Tracking DESPITE movement is “Action moving AGAINST action” when an aspect of agency could be attributed to the camera outside of the content. Examples of this relationship include the camera as a character, or a camera that resists movement as action unfolds. Orr offers the example of the scene in Jean-Luc Godard’s Weekend, 1967, where the camera pans independently across a seemingly endless traffic jam.

In shots categorized as tracking to shift perception, the tracking generates the movement of the frame. A brilliant example of this is a scene that Orr identifies in Martha, 1974, by Rainer Werner Fassbinder. In the shot a man and a woman walk towards one another, the shot comes in and encircles them, and they are intertwined for a moment before it releases as they set off in separate directions once more. Orr describes the fourth category – Action following the track as “invisibility and possibility through a live performance.” This action is initiated from a desire to be on camera, as opposed to the camera tracking movement or the camera tracking through the movement.

Movement in itself is projective, implying possibility.[4] This correlates with the expectation that time and progress are bound to each other, braiding together towards the future. Tom Gunning, a professor of Cinema and Media Studies, has proposed that if all genres of cinema are considered as a form of animation, then cinematic motion (rather photographic imagery) becomes primary.[5] Gunning ascribes a particular effect to the perception of motion, drawing on theorist Christian Metz, who has pointed out that in terms of psychology and perception – movement is always perceived as real, in contrast to other kinds of visual qualities, for example volume, which is not always as readily accepted as reality.[6] This is exemplified through the potential of shots that engage with tracking and movement to influence perception.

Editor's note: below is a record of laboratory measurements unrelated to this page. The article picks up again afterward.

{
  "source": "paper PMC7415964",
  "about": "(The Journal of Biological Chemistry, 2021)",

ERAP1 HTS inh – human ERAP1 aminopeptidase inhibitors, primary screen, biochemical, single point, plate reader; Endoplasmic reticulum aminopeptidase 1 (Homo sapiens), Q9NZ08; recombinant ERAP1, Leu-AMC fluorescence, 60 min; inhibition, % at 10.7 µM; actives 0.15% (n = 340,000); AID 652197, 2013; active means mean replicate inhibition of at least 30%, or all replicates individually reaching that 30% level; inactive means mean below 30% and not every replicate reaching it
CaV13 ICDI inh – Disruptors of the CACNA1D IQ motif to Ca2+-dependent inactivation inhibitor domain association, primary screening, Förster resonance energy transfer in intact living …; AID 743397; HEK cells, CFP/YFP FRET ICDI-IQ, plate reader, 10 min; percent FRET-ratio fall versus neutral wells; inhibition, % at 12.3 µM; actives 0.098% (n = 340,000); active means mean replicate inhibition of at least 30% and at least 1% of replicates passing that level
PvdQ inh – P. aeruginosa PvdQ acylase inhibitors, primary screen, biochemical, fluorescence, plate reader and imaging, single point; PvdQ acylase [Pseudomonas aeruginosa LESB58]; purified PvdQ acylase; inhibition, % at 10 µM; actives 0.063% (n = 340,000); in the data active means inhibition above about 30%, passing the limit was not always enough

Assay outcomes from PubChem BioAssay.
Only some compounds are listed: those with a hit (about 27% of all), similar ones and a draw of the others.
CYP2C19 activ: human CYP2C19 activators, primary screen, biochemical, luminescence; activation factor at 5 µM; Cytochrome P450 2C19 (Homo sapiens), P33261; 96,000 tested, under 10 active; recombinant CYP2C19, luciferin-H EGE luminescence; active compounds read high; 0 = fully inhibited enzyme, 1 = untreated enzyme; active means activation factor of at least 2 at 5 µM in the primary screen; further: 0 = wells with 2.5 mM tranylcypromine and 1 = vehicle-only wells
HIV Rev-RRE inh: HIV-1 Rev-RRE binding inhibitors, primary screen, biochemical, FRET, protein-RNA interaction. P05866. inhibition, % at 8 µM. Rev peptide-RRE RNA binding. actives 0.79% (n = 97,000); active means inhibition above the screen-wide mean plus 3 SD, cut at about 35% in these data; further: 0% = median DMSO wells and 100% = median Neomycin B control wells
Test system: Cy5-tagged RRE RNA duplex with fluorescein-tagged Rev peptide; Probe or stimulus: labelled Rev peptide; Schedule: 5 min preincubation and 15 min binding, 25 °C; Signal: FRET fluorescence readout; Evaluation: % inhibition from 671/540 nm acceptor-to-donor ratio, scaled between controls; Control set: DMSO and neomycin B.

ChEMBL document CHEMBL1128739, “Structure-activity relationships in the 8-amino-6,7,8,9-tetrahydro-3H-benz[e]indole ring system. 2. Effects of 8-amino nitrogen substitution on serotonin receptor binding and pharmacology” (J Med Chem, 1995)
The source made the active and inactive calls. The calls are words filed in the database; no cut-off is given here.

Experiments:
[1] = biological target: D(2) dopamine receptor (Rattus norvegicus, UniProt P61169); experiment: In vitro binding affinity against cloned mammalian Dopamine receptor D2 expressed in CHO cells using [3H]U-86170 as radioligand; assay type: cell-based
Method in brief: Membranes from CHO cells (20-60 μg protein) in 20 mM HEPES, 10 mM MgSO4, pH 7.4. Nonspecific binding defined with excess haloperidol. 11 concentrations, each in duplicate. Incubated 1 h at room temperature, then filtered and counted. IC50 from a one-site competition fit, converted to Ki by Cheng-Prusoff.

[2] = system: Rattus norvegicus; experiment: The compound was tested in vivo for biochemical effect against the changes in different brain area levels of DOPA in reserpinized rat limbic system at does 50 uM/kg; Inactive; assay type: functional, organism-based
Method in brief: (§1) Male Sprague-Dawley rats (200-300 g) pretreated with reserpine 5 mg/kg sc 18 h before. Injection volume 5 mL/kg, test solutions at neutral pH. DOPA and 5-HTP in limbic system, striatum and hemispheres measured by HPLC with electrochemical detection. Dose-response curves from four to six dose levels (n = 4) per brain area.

In Measuring the Circular Track, 2013, a video featuring Emma Hedditch, created with the track, Hedditch maps and measures the radius of the track, remaining still while the camera circulates around her. In exploring cinema and animation’s relationships to reality, Lev Manovich writes:

…cinema works hard to erase any traces of its own production process, including any indication that the images which we see could have been constructed rather than recorded. It denies that the reality it shows often does not exist outside of the film image, the image which was arrived at by photographing an already impossible space, itself put together with the use of models, mirrors, and matte paintings, and which was then combined with other images through optical printing. It pretends to be a simple recording of an already existing reality — both to a viewer and to itself.[7]